Alex: Second, and this is a really neat one, we've even done a couple talks on it, is addressing bias and data sets. So often you have data, but just not enough of the right data. This could be a medical data set. We had a really neat example, working with a heart disease data set that was largely biased, unfortunately, for male patients. And the users that were building with their data set were asking if it was possible to balance out that data, and what effect did that have for downstream machine learning use cases? So really exciting results we had there.
Alex: And finally, not having any data at all, which is I think a problem that we're all familiar with, and the idea of using pre-trained models that have been trained on large amounts of public data to compose a new data set that meets your requirements is a really neat and pretty recent advancement with synthetic data. Next slide.
Alex: We started with this already. So talking a little bit about what synthetic data is, and here's some pretty nice definitions here. It's artificially annotated information generated by computer algorithms or simulations, used often as an alternative to real world data. So when we say something annotated, what does that mean? It means often that data is labeled. So you might have a text, utterance is pointing to a label for it, saying, "This is the sentiment associated with it," or things like that, which means that it's somewhat-structured data that you can reason about, because it gives you a little bit of context about the data. I'm going to let you take it from here, Kendrick. Go ahead. I think you're on mute, Kendrick.
Kendrick: That is correct. I had muted myself. I can't get through a zoom meeting or a presentation these days without a muting issue. So within that framework of synthetic models that Alex was just talking about, Gretel has a number of different models that we use or are in development for different, specific tasks.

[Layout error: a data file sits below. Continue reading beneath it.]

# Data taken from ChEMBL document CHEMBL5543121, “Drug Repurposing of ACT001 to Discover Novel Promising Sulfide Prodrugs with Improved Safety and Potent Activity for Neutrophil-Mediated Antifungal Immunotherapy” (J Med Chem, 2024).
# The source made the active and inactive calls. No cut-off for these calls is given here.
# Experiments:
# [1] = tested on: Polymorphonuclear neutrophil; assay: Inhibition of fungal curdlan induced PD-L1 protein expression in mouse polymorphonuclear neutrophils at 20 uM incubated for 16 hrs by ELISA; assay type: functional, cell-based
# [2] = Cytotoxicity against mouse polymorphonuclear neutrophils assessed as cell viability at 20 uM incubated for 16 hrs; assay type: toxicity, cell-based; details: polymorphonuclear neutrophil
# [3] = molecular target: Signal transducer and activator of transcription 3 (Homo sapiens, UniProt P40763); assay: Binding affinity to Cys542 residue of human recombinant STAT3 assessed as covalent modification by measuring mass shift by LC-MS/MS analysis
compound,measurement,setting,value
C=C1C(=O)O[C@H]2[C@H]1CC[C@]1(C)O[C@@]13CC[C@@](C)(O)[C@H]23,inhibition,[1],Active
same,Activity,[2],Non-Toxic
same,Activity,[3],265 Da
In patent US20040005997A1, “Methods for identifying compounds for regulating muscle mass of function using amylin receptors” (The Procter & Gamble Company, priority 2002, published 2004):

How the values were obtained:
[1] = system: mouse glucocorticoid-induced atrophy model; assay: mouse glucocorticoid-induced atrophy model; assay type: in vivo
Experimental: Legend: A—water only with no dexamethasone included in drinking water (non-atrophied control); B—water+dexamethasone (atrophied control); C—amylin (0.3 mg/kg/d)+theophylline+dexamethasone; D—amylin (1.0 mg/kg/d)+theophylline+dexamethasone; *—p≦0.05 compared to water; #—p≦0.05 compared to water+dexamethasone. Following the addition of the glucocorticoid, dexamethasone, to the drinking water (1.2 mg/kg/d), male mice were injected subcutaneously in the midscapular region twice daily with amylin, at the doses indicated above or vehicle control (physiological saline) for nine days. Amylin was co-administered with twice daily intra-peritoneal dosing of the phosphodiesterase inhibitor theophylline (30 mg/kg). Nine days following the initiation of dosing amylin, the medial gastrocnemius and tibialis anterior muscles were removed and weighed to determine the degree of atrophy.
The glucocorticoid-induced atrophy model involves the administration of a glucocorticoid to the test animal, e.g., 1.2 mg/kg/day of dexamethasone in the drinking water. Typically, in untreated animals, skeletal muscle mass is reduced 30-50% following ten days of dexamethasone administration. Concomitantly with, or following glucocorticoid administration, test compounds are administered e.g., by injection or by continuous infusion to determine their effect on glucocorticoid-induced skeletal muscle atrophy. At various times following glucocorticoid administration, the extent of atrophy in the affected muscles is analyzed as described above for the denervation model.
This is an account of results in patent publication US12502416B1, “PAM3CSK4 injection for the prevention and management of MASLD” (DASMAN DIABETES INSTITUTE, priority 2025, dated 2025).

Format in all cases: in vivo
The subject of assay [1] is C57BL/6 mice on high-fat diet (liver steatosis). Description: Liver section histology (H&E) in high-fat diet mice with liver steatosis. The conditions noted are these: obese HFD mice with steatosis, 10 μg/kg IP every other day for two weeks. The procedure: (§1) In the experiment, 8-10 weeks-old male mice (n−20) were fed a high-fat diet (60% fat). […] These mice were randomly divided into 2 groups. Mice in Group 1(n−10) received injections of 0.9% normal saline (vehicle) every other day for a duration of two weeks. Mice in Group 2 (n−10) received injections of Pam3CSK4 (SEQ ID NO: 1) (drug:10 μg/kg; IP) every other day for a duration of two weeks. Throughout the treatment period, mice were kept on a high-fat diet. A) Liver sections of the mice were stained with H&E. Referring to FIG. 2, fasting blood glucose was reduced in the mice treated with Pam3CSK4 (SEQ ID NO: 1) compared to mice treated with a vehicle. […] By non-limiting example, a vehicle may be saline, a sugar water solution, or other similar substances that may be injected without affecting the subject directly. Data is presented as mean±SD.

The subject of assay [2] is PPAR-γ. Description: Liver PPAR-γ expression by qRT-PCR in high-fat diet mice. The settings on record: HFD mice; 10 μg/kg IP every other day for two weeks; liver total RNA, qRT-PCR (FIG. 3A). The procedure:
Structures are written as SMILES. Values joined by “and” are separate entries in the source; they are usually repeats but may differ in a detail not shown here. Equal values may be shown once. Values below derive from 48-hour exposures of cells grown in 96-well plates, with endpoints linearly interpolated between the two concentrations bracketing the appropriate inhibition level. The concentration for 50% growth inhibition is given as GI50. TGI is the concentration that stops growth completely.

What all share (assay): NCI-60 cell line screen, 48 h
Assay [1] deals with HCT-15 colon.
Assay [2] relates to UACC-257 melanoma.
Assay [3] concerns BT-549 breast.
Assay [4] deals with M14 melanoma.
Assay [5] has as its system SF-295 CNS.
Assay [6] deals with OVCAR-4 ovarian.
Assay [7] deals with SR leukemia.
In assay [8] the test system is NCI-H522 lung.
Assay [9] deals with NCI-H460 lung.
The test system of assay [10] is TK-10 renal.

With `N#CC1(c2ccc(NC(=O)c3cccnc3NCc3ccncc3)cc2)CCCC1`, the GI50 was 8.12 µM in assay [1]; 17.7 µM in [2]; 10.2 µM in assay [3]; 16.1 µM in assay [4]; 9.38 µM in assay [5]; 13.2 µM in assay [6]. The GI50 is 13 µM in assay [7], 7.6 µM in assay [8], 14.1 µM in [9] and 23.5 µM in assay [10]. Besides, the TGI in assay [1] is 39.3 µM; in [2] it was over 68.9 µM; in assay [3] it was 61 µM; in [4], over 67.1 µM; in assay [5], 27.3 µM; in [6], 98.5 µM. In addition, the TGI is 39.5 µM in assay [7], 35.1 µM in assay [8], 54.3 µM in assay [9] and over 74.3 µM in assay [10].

Kendrick: A quick overview of those here: we have the Gretel LSTM, which is our main workhorse model that generally works pretty well on lots and lots of different data types. We have a recently released model, specifically dedicated for NLP model for text, that's the Gretel GPT. And then two upcoming models, one optimized for tabular data, CTGAN, that's upcoming. And then the one we're going to be talking about today is this DGAN or DoppelGANger model, and this is a dedicated time-series model.
Kendrick: So first off, a little bit of background, why a dedicated time-series model, if you followed Gretel's blog posts over the last year or so, we've had some existing blog posts talking about how to use the Gretel LSTM for time-series. But time-series data is everywhere these days in the world, from sensor data to medical records and everything in between. And with that really varied ranges of data, we want to be able to have different models for different data sets.
Kendrick: We want to provide options because different models excel in different areas; and overall, time-series data set synthesis is quite challenging, because you have to worry about both correlations between variables as you would in a standard tabular setup. If you want tech stocks, if you're thinking about synthesizing price data from the stock market, text stocks should generally move together, or other sectors should generally move together each day. But you also have correlations across time that you have to worry about that your model needs to be able to produce accurately. So that could be weekly and yearly trends that might happen due to patterns of work and such and electricity usage, or many other data sets.